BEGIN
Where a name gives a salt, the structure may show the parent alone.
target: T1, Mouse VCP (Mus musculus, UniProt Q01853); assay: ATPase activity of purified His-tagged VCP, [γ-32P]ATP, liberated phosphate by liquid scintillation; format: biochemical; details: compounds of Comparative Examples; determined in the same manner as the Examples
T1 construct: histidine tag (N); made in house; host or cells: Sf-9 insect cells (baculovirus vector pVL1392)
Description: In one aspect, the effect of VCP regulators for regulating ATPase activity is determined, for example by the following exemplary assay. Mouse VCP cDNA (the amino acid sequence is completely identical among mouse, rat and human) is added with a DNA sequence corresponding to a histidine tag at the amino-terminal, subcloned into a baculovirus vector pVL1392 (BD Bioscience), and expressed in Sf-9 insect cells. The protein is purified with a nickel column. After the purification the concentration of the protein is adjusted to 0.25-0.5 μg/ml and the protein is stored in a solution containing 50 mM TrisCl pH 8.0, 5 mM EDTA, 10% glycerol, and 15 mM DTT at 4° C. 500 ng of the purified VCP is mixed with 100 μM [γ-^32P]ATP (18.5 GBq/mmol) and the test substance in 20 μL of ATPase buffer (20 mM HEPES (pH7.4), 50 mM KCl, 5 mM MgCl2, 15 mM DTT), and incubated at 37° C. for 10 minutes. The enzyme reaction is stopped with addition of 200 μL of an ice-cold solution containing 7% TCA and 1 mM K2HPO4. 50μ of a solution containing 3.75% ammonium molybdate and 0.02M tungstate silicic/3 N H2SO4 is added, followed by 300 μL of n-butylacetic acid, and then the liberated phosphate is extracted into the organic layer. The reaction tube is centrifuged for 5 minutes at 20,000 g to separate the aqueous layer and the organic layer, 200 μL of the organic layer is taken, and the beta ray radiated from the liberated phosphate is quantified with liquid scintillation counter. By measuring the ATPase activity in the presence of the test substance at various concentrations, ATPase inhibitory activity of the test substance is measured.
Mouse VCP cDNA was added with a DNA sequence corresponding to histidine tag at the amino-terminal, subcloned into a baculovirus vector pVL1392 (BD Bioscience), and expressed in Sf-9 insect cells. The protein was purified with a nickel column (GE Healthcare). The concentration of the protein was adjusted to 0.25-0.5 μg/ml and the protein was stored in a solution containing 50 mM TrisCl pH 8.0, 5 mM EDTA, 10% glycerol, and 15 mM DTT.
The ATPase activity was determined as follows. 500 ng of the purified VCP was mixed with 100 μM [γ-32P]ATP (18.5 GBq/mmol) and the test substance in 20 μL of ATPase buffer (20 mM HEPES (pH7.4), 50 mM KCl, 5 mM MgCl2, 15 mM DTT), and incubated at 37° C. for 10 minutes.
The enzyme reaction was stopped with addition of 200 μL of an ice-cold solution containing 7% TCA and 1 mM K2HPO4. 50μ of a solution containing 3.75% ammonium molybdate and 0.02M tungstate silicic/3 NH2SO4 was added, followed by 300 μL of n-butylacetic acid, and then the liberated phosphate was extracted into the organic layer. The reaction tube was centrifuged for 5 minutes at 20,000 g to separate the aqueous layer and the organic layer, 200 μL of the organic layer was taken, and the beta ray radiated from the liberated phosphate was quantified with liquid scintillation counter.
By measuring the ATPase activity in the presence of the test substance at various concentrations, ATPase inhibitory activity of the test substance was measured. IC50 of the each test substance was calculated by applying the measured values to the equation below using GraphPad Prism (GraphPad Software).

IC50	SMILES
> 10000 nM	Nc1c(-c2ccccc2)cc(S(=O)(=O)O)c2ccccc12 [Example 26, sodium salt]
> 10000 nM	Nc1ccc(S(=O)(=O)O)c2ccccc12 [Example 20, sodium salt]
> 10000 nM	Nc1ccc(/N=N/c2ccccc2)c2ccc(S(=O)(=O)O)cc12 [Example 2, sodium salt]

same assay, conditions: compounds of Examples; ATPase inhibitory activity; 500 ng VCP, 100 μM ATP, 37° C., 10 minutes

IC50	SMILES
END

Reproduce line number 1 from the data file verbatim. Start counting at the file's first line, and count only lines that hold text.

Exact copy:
Where a name gives a salt, the structure may show the parent alone.